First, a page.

Trump’s inauguration sparks celebration, protest
On Friday, Jan. 20, Donald Trump was inaugurated as the 45th president of the United States. The event brought with it a mix of jubilation and protest.
While the exact number of inaugural attendees is up for debate, photographic evidence published by multiple news sources appears to show a much smaller crowd than President Barack Obama’s 2009 ceremony. According to Vox, the National Park Service no longer provides official inauguration crowd estimates, and the DC Mayor’s Office has not yet released an official estimate.
While the new President estimated the number to be approximately 1.5 million, crowd scientists at Manchester Metropolitan University in Britain say there were approximately 160,000 people in the National Mall area in the hour leading up to the inaugural address, according to The New York Times.
Regardless of the size of the crowd there to celebrate Trump’s inauguration, a second sizable group took to the streets Friday to protest the incoming president. The protest quickly turned violent, with demonstrators smashing the windows of downtown business, and setting fire to vehicles. Six police officers received minor injuries, according to CBS News. DC police say 217 people were arrested and charged with rioting, an offense that is punishable by up to 10 years in prison and a fine of up to $250,000. Most of those arrested have been released without bail, and will return to court in February.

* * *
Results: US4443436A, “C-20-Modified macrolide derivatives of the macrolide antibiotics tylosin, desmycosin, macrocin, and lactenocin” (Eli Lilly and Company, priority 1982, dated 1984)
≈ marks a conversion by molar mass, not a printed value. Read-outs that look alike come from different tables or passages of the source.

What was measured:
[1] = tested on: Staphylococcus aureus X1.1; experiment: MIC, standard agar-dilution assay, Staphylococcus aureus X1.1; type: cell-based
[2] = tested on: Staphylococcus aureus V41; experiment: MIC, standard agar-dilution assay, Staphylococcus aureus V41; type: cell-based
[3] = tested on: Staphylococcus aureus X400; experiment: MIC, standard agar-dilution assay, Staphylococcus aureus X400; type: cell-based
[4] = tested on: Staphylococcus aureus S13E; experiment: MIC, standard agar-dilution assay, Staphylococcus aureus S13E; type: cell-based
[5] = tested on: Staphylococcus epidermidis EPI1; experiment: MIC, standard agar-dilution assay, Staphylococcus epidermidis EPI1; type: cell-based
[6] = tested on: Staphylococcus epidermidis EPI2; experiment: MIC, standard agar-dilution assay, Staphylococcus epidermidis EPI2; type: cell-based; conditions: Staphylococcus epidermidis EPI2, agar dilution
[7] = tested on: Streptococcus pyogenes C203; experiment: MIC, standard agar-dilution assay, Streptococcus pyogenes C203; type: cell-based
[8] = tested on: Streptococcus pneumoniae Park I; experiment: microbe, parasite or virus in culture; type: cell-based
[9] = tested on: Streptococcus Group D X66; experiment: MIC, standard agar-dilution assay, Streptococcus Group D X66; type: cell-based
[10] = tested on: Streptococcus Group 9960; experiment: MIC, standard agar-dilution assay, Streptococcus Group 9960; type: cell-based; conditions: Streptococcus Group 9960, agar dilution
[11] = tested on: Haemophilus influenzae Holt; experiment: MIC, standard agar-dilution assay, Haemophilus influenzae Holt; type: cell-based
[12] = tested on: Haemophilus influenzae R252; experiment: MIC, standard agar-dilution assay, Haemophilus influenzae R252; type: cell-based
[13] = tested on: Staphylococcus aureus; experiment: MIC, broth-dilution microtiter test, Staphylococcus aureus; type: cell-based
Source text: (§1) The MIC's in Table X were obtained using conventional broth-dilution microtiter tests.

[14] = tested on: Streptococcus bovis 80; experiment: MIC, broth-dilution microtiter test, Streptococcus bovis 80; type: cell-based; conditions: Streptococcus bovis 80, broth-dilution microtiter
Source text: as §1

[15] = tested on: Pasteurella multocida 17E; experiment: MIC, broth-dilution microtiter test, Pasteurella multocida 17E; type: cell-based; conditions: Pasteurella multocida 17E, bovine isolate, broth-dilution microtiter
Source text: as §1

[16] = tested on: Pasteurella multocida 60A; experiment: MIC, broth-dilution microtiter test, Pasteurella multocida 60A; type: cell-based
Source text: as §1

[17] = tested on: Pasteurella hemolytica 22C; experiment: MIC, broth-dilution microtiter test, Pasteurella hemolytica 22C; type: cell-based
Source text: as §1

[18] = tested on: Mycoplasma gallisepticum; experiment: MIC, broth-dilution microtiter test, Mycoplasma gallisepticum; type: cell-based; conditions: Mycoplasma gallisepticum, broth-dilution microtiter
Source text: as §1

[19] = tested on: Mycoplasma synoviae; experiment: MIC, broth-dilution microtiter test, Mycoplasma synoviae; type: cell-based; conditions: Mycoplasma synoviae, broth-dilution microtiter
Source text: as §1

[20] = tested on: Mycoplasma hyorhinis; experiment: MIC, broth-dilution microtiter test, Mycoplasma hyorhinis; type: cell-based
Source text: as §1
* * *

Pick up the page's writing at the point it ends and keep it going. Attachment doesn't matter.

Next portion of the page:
However, a second, more peaceful – and much larger – protest occurred on Saturday. The Women’s March on Washington attracted at least 470,000 individuals, according to the data scientists mentioned above, roughly three times the size of the audience at the inauguration, according to The New York Times.
Sister marches took place across the country and globe, according to City Lab, without a single arrest in the U.S. At least 120,000 marched in Seattle, 250,000 in Chicago, 400,000 in New York City and 750,000 in Los Angeles. USA Today reports that according to organizers, an estimated 2.6 million people took part in 673 marches in all 50 states and 32 countries around the world.